Grand Strategy as Co-Evolution: Being and Becoming

In considering grand strategy, historically, except for the Romans during their golden age, state actors, even vast empires like the Soviet Union or Great Britain, never approximated a closed system that could operate without reference to rivals who could potentially present an existential threat, singly or in combination. While the Pax Romana represents the rare outcome of a successful grand strategy, most great powers wrestled with imposing their will on both their rivals – but also on the geopolitical environment or “system” in which they operated.

What do I mean by the “system”? The explicit and implicit cultural and diplomatic rule-sets; the “rules of the game” by which powers interacted; the geoeconomic structures and patterns that were larger than any particular political entity and imposed constraints upon them, even the chance-based variables of natural resources and technological level which had a determining effect upon formulation of policy and strategy. The relationship between the architect of a grand strategy, his rivals and the world in which all were forced to operate consisted of a multiple variable feedback loop, not a diktat with a binary set of possible results.

I woud now like to make two points. 

First, to use an analogy from the biological sciences, grand strategy enunciated by a great power is a process of geopolitical co-evolution. There is an effort in grand strategy to impose over time one’s political will upon others to shape the “battlespace”, the sphere of influence, the hegemonic dominion to a state of affairs favorable to the state actor. Often, this is done by military force in times of crisis but over the long term, economic and diplomatic factors, all of DIME really, weigh heavily on the outcome. The process is never a one way street, even for actors who are considered to be largely triumphant. It is coevolutionary. If you gaze into the abyss, the abyss will gaze into you.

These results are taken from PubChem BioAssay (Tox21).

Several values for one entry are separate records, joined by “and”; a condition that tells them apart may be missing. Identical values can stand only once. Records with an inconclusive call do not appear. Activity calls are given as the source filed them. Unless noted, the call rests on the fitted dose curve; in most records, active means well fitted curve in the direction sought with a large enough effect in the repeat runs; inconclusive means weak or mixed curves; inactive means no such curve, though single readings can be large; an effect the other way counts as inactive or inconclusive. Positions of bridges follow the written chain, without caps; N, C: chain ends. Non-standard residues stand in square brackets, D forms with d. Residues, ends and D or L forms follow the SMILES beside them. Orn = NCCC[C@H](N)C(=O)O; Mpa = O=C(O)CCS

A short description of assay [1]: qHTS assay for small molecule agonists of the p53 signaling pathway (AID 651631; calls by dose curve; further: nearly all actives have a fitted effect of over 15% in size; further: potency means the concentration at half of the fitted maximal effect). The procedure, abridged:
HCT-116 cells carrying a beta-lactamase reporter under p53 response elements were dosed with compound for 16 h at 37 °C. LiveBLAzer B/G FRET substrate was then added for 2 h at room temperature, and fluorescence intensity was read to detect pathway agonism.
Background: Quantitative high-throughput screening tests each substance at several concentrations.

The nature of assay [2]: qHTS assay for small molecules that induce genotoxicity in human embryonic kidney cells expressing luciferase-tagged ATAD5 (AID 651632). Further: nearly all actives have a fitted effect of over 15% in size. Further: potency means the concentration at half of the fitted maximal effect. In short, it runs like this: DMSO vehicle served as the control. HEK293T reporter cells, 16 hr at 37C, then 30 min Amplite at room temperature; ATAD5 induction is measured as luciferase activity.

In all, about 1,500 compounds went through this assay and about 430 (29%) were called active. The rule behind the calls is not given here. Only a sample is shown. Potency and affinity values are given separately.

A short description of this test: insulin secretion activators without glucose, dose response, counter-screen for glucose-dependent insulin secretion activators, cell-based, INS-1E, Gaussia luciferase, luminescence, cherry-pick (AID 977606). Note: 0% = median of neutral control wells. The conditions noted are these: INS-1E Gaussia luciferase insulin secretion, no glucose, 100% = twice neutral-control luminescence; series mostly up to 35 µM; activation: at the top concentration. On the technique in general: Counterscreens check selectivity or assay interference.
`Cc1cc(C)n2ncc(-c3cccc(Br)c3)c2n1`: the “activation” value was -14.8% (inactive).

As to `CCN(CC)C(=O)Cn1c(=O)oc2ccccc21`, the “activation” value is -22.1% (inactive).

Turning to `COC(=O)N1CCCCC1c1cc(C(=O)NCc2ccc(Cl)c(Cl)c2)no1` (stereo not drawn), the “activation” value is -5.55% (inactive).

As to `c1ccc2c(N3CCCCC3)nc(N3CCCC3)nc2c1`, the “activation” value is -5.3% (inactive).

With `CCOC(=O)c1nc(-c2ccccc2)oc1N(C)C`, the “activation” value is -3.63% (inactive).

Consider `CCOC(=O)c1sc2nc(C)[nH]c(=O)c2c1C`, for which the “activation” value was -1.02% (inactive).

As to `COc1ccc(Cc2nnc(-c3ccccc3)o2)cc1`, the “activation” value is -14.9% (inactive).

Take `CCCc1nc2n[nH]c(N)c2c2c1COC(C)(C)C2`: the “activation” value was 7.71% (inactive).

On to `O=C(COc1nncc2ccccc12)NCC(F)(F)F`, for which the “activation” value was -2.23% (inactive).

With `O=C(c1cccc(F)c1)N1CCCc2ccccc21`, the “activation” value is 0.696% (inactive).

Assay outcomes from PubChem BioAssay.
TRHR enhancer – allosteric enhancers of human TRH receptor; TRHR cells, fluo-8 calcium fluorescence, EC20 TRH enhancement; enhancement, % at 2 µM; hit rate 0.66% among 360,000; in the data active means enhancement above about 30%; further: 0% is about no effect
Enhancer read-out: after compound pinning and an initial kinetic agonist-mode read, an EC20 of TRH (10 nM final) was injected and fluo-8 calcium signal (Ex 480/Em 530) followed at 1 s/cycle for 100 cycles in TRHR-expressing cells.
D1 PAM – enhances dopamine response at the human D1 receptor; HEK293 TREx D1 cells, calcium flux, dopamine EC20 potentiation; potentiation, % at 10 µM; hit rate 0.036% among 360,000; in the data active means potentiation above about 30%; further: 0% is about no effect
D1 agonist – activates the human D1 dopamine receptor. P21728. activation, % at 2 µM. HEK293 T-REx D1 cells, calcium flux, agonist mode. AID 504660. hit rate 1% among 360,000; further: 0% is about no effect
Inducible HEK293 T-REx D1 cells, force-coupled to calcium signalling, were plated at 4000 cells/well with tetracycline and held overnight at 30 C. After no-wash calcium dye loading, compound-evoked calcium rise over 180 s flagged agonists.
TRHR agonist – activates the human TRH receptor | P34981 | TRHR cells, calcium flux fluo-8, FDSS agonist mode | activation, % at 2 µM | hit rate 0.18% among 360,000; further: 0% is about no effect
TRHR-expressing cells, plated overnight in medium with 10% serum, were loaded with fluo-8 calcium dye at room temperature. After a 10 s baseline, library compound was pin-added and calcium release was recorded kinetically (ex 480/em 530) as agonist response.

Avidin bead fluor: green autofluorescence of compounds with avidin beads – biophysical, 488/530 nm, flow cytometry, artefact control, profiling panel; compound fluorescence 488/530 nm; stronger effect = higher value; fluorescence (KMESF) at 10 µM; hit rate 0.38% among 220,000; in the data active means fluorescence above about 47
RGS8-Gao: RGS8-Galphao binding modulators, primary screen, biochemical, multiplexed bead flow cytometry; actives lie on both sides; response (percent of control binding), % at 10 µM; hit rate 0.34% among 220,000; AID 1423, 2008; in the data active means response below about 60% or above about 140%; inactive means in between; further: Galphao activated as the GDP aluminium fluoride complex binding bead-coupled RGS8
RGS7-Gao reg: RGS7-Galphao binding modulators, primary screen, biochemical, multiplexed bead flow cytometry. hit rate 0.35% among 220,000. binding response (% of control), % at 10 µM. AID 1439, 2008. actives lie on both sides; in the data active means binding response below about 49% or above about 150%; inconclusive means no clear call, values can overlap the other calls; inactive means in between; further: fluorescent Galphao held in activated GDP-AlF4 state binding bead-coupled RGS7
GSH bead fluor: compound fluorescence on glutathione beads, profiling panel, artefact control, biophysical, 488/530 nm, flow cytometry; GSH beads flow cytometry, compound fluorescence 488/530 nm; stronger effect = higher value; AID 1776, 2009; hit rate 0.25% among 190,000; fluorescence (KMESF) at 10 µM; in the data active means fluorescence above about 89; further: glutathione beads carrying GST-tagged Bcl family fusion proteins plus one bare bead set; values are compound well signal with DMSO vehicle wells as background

The early Roman republicans, much less Cato the Younger, would have been viscerally appalled by the Empire of Late Antiquity with its’ Teutonic Masters of the Horse in place of citizen- Praetors and Imperators. The Founding Fathers would be amazed by the condign dominance of the United States as a global titan but dismayed by the truckling servility, the lack of economic independence and the sheepish passivity of Americans whose citizenship is largely nominal. Ancient Chinese sages might feel much the same about hybrid capitalist-communist China of 2010.

Secondly, sustaining the national or group identity is a critical component of grand strategy that makes it a different, more expressly political/cultural  exercise than crafting strategy as Clausewitzians use the term as being driven by policy. Grand strategy should guide policy formulation because it is not just a set of concrete structural ends, or a laundry list of “vital interests” but a constructive, values-laden, attractive, motivating, civilizational narrative. An ideal or cultural identity for which men and societies are willing to go to war, to stand, fight and die. As Thomas P.M. Barnett once put it, for a “Future worth creating“. Grand strategy is a defiant clarion call of civilizational supremacy, marshalling those who will fight for that which is not, but could be.

But if you gain the whole world, while losing oneself, have you won? Or lost?

A victorious grand strategy shapes others while preserving – or expanding the reach of – the core identity of cultural-political community engaged in the struggle for autonomy for itself  and dominion over the environment. Some changes though are inevitable despite the best of intentions. Exercising power carries with it a price and the piper must be paid.